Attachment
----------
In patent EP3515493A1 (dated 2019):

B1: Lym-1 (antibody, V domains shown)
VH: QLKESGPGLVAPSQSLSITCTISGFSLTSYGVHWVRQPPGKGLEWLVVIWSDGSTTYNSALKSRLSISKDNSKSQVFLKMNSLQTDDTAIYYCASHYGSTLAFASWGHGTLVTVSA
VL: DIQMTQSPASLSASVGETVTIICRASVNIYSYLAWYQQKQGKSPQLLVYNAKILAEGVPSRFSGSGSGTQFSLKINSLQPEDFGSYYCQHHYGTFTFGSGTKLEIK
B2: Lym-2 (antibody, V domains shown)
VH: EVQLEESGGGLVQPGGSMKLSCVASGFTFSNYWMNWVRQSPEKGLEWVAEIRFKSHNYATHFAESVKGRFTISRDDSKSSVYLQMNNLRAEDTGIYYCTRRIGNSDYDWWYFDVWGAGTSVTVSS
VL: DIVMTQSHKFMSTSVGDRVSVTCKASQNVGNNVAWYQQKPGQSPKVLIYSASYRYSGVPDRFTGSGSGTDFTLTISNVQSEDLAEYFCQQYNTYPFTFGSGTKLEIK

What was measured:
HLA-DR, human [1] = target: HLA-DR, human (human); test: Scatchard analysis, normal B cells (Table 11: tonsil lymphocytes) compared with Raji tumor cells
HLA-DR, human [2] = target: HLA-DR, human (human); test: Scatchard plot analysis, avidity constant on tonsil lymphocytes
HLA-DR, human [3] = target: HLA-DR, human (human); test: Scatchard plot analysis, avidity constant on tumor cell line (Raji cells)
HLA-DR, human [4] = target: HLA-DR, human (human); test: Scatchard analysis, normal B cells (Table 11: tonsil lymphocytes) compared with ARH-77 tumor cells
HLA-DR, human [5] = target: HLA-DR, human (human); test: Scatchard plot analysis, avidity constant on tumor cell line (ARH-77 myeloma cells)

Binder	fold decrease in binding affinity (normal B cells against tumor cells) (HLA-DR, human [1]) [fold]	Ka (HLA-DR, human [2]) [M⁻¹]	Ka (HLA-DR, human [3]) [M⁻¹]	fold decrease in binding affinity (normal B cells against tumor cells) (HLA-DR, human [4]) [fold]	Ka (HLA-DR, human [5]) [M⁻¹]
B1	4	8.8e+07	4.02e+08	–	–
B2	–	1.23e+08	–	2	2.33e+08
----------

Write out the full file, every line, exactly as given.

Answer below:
In patent EP3515493A1 (dated 2019):

B1: Lym-1 (antibody, V domains shown)
VH: QLKESGPGLVAPSQSLSITCTISGFSLTSYGVHWVRQPPGKGLEWLVVIWSDGSTTYNSALKSRLSISKDNSKSQVFLKMNSLQTDDTAIYYCASHYGSTLAFASWGHGTLVTVSA
VL: DIQMTQSPASLSASVGETVTIICRASVNIYSYLAWYQQKQGKSPQLLVYNAKILAEGVPSRFSGSGSGTQFSLKINSLQPEDFGSYYCQHHYGTFTFGSGTKLEIK
B2: Lym-2 (antibody, V domains shown)
VH: EVQLEESGGGLVQPGGSMKLSCVASGFTFSNYWMNWVRQSPEKGLEWVAEIRFKSHNYATHFAESVKGRFTISRDDSKSSVYLQMNNLRAEDTGIYYCTRRIGNSDYDWWYFDVWGAGTSVTVSS
VL: DIVMTQSHKFMSTSVGDRVSVTCKASQNVGNNVAWYQQKPGQSPKVLIYSASYRYSGVPDRFTGSGSGTDFTLTISNVQSEDLAEYFCQQYNTYPFTFGSGTKLEIK

What was measured:
HLA-DR, human [1] = target: HLA-DR, human (human); test: Scatchard analysis, normal B cells (Table 11: tonsil lymphocytes) compared with Raji tumor cells
HLA-DR, human [2] = target: HLA-DR, human (human); test: Scatchard plot analysis, avidity constant on tonsil lymphocytes
HLA-DR, human [3] = target: HLA-DR, human (human); test: Scatchard plot analysis, avidity constant on tumor cell line (Raji cells)
HLA-DR, human [4] = target: HLA-DR, human (human); test: Scatchard analysis, normal B cells (Table 11: tonsil lymphocytes) compared with ARH-77 tumor cells
HLA-DR, human [5] = target: HLA-DR, human (human); test: Scatchard plot analysis, avidity constant on tumor cell line (ARH-77 myeloma cells)

Binder	fold decrease in binding affinity (normal B cells against tumor cells) (HLA-DR, human [1]) [fold]	Ka (HLA-DR, human [2]) [M⁻¹]	Ka (HLA-DR, human [3]) [M⁻¹]	fold decrease in binding affinity (normal B cells against tumor cells) (HLA-DR, human [4]) [fold]	Ka (HLA-DR, human [5]) [M⁻¹]
B1	4	8.8e+07	4.02e+08	–	–
B2	–	1.23e+08	–	2	2.33e+08